In June 2024, we lost Jackie Hagan. She had been ill for a very long time, conditions with complicated manifestations and names to match.  


A lot of people remember the first time they met Jackie, but I don’t. We were at the University of Manchester at the same time, around 1999, 2000. She was in a relationship with a young woman I fancied from what was then called the LGB society. Some years later Jackie revealed she’d had a difficult time visiting her girlfriend’s unfriendly folks in their Lancashire mansion. I’d dodged a bullet, but Jackie took the hit. 

She introduced me to so many writers and poets. I saw her perform many times in places like Sandbar and The Green Room, so often that I could mouth along to some of the lines. The first time I performed poetry was at a short-lived night she ran called ‘Hiya Luv’ (silent ‘H’), complete with its own button badge merch, in the dark damp back room at The Crescent in Salford. Jackie encouraged me to perform, as she did with so many other  nervous novices. Her references to pop culture (we both grew up with Button Moon and The Wombles) and utter lack of pretension made poetry accessible. A possibility for new writers as I was back then.

When she facilitated writing workshops she always brought that encouragement with her. That, and being non-judgemental and accepting. It helped people to shine and grow. I think this came from her experiences of healthcare and disability, of the welfare benefits system, of growing up working class in Skelmersdale, of being skint, of being queer and non-binary, of all kinds of pain. She brought her openness and willingness to be vulnerable, more than I could ever be.  


The covid pandemic drove a lot of people away from each other for too many years. Running the Hard Pressed heritage project at Commonword gave me an excuse to get back in touch. My contact in the last few months of Jax’s life seems mercenary because it was work-related. I didn’t feel good about it. I knew she could see through me. But I also knew it was important to try to capture some of this history because it’s so fragile. As part of the project, I’d asked her friend the writer John G Hall to run some workshops based on issues of Citizen 32 (a 2000s magazine of political poetry and fiction) in Wythenshawe. I came to some of the sessions and Jackie was in attendance. One session was on the theme of war. The theme was too upsetting for her, so she coloured outside of the lines and wrote something completely different instead. She blew us all out of the water. Her brilliance came to her so easily and quickly, just like the way she made her observations.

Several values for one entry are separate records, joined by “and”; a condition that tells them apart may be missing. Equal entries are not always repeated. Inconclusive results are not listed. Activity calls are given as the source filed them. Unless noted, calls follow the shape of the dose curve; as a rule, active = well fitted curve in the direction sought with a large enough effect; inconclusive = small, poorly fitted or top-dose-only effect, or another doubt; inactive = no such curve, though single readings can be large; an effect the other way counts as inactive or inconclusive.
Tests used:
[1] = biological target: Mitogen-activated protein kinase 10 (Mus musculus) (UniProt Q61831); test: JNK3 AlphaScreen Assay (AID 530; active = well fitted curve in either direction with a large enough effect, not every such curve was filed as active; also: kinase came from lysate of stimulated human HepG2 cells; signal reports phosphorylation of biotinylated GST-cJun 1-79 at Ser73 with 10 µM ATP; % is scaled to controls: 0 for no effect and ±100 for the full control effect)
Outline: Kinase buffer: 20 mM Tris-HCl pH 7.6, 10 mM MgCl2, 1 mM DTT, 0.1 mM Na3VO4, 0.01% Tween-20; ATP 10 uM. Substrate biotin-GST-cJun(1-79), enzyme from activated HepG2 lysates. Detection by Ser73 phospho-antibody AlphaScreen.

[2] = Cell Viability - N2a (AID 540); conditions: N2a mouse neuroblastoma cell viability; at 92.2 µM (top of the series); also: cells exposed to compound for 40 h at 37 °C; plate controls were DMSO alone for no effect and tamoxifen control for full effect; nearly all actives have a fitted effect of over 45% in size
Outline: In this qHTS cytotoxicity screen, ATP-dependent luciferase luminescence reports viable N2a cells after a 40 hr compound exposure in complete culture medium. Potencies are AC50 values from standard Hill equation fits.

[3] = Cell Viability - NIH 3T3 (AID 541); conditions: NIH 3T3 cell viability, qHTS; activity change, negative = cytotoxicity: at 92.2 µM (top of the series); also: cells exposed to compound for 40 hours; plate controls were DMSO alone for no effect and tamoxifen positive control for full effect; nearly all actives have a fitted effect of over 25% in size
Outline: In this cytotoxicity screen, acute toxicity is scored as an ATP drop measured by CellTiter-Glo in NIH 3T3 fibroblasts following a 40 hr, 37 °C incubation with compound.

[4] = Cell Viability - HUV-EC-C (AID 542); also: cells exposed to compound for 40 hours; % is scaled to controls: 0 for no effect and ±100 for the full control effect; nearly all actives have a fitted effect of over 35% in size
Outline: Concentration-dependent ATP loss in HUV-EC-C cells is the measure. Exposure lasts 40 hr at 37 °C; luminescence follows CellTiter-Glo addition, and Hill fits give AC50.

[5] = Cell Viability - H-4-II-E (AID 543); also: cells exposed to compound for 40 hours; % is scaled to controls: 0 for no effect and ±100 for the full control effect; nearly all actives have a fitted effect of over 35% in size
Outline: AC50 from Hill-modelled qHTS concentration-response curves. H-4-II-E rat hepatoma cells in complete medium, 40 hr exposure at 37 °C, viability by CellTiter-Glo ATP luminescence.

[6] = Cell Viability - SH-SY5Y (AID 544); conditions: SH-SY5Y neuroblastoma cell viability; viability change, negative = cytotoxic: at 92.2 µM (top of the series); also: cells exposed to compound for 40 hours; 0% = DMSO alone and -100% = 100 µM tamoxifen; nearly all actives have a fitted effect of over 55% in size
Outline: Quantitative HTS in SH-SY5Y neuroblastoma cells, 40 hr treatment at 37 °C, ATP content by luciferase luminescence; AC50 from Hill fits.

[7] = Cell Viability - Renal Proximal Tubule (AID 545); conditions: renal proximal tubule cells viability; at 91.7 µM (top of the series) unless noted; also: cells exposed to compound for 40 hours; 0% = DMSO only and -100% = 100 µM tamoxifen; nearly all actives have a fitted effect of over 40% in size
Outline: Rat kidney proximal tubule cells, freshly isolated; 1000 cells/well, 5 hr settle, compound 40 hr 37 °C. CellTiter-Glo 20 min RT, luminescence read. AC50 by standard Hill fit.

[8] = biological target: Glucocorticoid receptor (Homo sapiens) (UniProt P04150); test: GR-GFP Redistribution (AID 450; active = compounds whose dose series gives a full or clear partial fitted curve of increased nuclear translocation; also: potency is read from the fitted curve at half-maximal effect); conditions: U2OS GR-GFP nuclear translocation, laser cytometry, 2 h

John and I had talked about putting together a zine of poetry from these workshops that would be available at a poetry showcase at the Manchester Poetry Library in May. Jax had talked about doing a cover for the zine. 

Shortly after the last Citizen 32 sessions, she went into hospital. The chances of her putting some of her magic and sparkle into this zine were dwindling. She messaged me on Facebook, quite last minute:

“Is it alright if I send u a poem for the zine or has this shit [sic] sailed”?
“No not at all.” I wanted anything and everything she wanted to send me.
But then a few days passed and I heard nothing. Looking through her debut collection that Citizen 32 had published, I dangled a proposal in front of her. 

“How about this one?” I asked. A real woman. She didn’t recognise the title. The poem was probably around twenty years old. I took a picture of it and sent it to her. She wasn’t the same person who wrote it, she said. I told her it was still moving. She wanted to rework it. Thoughtful as ever, she didn’t want to get rid of anything that suggested the only real woman is a cisgender one. She made edits which I dutifully implemented.  

I’d wanted her to do the zine cover too, but health and hospitals got in the way. Even so, she provided a cracking bio, all whilst being on a communal ward where it was kicking off “imagine molotov cocktails and beds against doors me on floor typing with one finger off it on morphine”. She’d lost feeling in her right hand (she is right-handed).  

I described the in-progress zine to her. For a change, I was using software this time, not scissors and Pritt Stick. Serif font, monochrome and dead classy, automatically generated page numbers.
She replied to say she didn’t like the sound of it. 

John had put her down to read at the showcase. I included a list of poets performing at the showcase. I asked if she was gonna be able to make it.  

Fuck yeah,” she wrote.
Best thing I’ve heard all day,” I replied.
She was out of hospital one day before the showcase.

But on the evening, she was too tired to make it to Manchester Poetry Library. In my heart of hearts, I knew this might happen.  I’d hoped that she’d be able to perform again, be on stage, have an audience, have a mic stand wrapped in fairy lights.

A few weeks later, she was back in hospital where her life ended. But that’s not how I want to remember her. She was so strong.  She hid discomfort and pain a lot more than I realised. I think she was just trying to get on with her life. She wanted things to be nice for everyone, especially for the oddballs and misfits who miss out. She was sharp and funny as hell. Her honesty put a lot of her contemporaries to shame. Her honesty made people uncomfortable, but it was on the road to putting them at ease, giving them relief they didn’t know they needed. And I will miss her greatly for that.  – Heena Patel